The OAS platform is widely used by a range of industrial enterprises, essentially facilitating the transfer of data within an IT environment between hardware and software and playing a central role in organizations' industrial Internet of Things (IIoT) efforts. It touches a range of devices, including PLCs and OPCs and IoT devices, as well as custom applications and APIs, databases and edge systems.

Companies like Volvo, General Dynamics, JBT Aerotech and wind-turbine maker AES are among the users of the OAS platform.

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Despite global uncertainty, $500m hit doesn't rattle Nvidia execs

CEO acknowledges impact of war, pandemic but says fundamentals ‘are really good’

Nvidia is expecting a $500 million hit to its global datacenter and consumer business in the second quarter due to COVID lockdowns in China and Russia's invasion of Ukraine. Despite those and other macroeconomic concerns, executives are still optimistic about future prospects.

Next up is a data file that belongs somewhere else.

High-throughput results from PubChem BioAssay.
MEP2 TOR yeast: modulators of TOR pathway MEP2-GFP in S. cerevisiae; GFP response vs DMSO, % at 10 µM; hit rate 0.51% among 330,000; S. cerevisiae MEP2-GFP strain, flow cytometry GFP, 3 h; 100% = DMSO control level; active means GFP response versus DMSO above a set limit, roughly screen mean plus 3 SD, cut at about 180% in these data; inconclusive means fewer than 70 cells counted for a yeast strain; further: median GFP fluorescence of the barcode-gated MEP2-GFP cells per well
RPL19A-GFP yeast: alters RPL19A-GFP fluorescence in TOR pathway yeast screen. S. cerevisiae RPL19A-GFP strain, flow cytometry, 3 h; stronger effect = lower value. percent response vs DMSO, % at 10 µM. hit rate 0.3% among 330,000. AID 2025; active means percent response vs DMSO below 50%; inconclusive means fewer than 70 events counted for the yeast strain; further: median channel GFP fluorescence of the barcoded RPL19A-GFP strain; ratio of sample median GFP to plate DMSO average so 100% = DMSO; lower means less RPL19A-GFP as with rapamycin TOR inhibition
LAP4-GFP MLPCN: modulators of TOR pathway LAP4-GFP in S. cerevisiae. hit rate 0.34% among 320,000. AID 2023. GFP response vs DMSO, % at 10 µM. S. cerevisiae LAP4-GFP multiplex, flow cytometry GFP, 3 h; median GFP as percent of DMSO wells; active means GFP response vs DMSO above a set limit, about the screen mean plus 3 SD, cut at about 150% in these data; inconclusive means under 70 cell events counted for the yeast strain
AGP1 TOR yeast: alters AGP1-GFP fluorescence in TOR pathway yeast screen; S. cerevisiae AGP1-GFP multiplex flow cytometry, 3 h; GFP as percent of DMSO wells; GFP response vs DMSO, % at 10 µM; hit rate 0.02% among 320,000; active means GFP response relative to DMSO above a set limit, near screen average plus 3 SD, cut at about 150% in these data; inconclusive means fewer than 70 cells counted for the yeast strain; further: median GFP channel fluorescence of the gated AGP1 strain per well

"The full impact and duration of the war in Ukraine and COVID lockdowns in China is difficult to predict. However, the impact of our technology and our market opportunities remain unchanged," said Jensen Huang, Nvidia's CEO and co-founder, during the company's first-quarter earnings call.

Those two statements might sound a little contradictory, including to some investors, particularly following the stock selloff yesterday after concerns over Russia and China prompted Nvidia to issue lower-than-expected guidance for second-quarter revenue.